Cuts only hurt families
A strong economy is measured by the economic security of Alabama families. The release of state-level poverty information recently is an important and unfortunate reminder of how far many Alabama families are from that stability.
New data released by the Census Bureau finds that 18.9 percent of all Alabama residents were in poverty in 2011, including 27.8 percent of all children and 10.3 percent of all elders — rates quite similar to 2010. These levels of economic hardship are disturbing, but the prospect of future federal and state budget cuts that will undoubtedly result in an increase in the poverty rate is equally disturbing.
The causes of this hardship are well understood — unemployment remains high, our recovery has been led by the growth of low-wage jobs with no benefits, real median wages have declined since the 1960s, and the cost of living continues to rise. Many families have exhausted unemployment insurance. While much hardship is attributable to the ongoing effects of a severe recession, it is also clear that government has compounded market effects in its misguided focus on austerity.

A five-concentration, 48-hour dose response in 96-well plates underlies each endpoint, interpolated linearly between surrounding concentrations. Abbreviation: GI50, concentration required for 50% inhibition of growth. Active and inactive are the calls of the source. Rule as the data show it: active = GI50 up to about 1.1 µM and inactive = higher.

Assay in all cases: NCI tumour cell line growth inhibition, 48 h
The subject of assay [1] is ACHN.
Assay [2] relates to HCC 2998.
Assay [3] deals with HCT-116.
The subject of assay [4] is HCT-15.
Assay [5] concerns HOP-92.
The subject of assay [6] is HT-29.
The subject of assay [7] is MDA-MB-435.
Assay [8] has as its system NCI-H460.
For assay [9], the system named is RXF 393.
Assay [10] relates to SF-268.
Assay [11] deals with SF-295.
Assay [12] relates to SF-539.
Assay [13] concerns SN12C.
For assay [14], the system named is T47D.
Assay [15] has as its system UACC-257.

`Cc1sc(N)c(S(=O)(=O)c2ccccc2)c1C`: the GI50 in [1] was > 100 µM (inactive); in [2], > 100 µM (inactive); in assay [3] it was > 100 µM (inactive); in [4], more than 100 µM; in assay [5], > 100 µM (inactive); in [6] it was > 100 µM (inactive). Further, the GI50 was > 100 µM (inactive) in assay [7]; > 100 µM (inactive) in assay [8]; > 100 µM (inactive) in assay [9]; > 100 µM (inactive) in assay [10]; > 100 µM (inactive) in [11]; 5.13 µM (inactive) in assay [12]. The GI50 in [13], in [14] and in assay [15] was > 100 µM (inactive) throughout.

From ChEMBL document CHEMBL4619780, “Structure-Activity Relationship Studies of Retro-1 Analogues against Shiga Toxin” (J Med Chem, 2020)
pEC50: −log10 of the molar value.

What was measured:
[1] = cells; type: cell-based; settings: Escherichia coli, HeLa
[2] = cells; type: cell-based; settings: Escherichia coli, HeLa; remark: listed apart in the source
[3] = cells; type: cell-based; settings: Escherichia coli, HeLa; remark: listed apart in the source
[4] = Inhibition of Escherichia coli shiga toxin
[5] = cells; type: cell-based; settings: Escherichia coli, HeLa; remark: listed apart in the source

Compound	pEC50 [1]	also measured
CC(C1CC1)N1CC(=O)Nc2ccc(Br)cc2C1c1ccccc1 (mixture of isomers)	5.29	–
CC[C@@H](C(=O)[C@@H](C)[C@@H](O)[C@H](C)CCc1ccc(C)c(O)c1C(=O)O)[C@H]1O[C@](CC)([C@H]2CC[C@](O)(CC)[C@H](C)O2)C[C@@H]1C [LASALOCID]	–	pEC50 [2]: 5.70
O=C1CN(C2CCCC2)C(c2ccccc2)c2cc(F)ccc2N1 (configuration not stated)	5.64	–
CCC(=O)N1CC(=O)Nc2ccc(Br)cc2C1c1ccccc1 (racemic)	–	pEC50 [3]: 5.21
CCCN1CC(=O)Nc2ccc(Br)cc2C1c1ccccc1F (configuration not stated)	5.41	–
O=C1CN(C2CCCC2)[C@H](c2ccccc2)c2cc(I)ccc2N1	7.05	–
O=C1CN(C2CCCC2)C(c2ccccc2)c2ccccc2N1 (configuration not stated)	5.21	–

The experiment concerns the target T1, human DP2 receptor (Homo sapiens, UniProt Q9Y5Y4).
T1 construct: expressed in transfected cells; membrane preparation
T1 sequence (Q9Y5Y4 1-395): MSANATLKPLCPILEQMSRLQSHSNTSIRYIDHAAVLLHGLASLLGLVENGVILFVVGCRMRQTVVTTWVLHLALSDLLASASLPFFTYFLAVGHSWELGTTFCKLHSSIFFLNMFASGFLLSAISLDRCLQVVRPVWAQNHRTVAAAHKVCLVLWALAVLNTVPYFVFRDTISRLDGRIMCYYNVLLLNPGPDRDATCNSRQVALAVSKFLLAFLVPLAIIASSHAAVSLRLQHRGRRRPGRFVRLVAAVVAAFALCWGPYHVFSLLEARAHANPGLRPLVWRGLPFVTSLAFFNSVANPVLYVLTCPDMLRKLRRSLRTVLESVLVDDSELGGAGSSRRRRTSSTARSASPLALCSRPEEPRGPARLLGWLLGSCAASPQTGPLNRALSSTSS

The poverty release is an important reminder that the recession and the strains of low wage work and unemployment are far from over for too many hard working, low income families. As we collectively work to rebuild our communities’ stability, we must both fight poverty and promote genuine economic security. We must take account of the costs that working families face, create jobs that pay for basic expenses, and provide supports that allow workers to adequately care for their families. Most immediately, our nation needs a balanced approach to federal and state budgets that goes beyond the simple-minded cuts-only approach that hurts families and threatens economic recovery.
Ron Gilbert is the executive director of the Community Action Association of Alabama, a network of local agencies working to alleviate conditions of poverty in all 67 counties.